The other big stumbling block we're facing is the complexity of on-ramping a reader. It's a multi-step, involved process that, as it stands today, only the most computer-savvy reader will undertake. A significant portion of our readership are elderly, and it can be a real tech support challenge to just get them logged in. It is out of the question that they would install a browser plugin or set up a digital wallet. So that cuts down the pool of potential WM adopters, reducing its viability.
Our company started as a dial-up ISP in the early 90s, and we continue to work in this dynamic space of where high tech meets an unsophisticated public. One thing we learned early on is that if we as a company specify a technology as part of our service, we in effect "are" that tech, in the eyes of our customers. Hence if we say "go get an Uphold account for your digital wallet and add the Coil Chrome extension," we are now on the hook for how that tech works and what it does to an end-user's computer. In other words, they call us when they don't understand it or it stops working. Even for a software company like us that has a tech support infrastructure in place, that's not a small consideration. For a small publisher alone, it's out of the question.
But all is not lost! Where WM can really help is with viral stories. We published a piece in 2019 about a kid physically removed from school because his parents refused to vaccinate him. Well, the anti-vax community got wind of the piece, and we were inundated with traffic - 50 times the norm. We have a hard paywall, so 99% of that traffic didn't convert to anything - they just went away. With WM in place, and with the client tools having widespread adoption, we would have been able to monetize that traffic. But be mindful of the caveat - "widespread adoption". No anti-vaxxer is going to go through the steps to WM enable their computer to read one particular article. Widespread adoption is a critical piece for this to work, as I'm sure the community understands.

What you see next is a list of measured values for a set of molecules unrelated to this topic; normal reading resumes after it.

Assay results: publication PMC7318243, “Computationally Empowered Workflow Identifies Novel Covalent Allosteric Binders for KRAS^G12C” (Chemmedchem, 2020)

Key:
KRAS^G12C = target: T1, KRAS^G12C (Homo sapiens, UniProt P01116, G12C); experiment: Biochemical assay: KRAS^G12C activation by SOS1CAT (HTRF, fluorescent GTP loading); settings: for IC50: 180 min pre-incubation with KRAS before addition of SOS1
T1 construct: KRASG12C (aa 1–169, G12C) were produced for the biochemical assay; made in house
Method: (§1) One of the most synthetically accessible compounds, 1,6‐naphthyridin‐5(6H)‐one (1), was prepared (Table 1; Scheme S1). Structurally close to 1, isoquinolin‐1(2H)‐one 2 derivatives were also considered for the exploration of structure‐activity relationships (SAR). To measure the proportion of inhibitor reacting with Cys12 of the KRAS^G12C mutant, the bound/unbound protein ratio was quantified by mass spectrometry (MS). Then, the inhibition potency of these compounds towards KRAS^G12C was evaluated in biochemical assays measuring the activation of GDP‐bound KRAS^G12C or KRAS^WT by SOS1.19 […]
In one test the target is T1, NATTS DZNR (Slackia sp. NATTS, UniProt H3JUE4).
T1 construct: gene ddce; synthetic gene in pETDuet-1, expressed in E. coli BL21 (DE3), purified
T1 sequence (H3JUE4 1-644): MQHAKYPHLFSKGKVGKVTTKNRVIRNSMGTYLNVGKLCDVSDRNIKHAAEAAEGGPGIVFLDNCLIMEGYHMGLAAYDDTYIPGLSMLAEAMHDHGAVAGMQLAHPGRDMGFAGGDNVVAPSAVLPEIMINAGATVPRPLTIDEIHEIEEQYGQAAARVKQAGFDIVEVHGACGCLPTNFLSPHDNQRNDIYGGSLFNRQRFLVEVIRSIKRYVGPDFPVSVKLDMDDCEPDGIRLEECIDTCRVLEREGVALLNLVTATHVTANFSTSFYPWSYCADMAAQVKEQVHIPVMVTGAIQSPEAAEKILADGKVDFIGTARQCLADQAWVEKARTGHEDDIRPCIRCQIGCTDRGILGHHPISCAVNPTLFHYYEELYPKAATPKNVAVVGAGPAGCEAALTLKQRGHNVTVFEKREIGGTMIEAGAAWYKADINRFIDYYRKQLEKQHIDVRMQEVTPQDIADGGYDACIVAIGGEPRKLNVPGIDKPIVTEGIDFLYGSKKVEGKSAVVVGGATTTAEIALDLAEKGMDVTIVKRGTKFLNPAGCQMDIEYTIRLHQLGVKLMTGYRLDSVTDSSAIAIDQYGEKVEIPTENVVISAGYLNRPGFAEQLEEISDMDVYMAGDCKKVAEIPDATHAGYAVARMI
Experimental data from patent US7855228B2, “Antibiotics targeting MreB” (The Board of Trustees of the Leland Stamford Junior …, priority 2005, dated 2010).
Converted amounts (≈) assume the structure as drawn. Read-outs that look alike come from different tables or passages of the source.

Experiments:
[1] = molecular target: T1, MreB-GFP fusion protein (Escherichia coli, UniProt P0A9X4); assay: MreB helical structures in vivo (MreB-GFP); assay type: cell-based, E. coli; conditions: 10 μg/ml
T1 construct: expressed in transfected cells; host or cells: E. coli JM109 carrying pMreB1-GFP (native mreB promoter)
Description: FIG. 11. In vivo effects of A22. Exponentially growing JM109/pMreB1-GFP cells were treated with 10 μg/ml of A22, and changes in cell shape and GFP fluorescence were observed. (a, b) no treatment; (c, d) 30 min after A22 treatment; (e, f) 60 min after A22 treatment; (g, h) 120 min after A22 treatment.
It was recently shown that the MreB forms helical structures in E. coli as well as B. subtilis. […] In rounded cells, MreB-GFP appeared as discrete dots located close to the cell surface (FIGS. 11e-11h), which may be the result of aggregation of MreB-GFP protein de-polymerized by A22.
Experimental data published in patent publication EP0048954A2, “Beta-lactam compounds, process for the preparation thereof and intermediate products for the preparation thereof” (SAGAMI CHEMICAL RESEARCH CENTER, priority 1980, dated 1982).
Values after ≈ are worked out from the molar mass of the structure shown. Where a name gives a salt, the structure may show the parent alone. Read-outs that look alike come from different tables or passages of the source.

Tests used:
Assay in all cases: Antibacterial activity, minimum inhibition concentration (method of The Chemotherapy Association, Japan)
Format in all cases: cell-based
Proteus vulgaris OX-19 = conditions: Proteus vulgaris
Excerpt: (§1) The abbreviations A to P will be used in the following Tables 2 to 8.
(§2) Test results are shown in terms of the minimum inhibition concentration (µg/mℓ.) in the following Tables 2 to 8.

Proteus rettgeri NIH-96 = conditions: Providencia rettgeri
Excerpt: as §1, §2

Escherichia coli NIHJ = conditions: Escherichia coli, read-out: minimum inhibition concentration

Top comments (3)
Thanks for sharing this. I'd say the challenges you have shared match up pretty closely with COMPOST's since we released our first issue on March 8th. In the one month we've seen about $5 of web monetization income, which averages to about $1 a week. (Note that we started at about $15 at time of launch from various testing activities in the time prior.)
We also fundraise on Open Collective using a more traditional monthly subscription model. Our content is not paywalled, so subscription is really just a non-exchange-based support. In this same period we have gained 10 subscribers (a couple made one-time donations while 7 are recurring at $5 a month).
This can be a rough reference for comparison, and where web monetization adoption is for our general audience.
The following statements in your post feel resonating with our experience:
This is the paragraph we wrote to introduce web monetization to our readers.
@newsatomic This is a great post/update and you are hitting some useful and common pain points. You are right that some of the limitations of Coil as currently constituted are problematic. And the user onboarding is complex. This is why we are driving this with philanthropy at this stage and working in the open. The work you and others are doing is helping to point to what needs to evolve and be funded next. You are positioning yourself well now to be ready and understand when some of these issues are solved. We will help Coil communicate to this community when they have development updates, we are working to fund projects that have alternative models, and we crafting future CFP's that address the learnings we are all sharing. What can GftW do better to link you all to each other more?
Interesting read, thank you for sharing.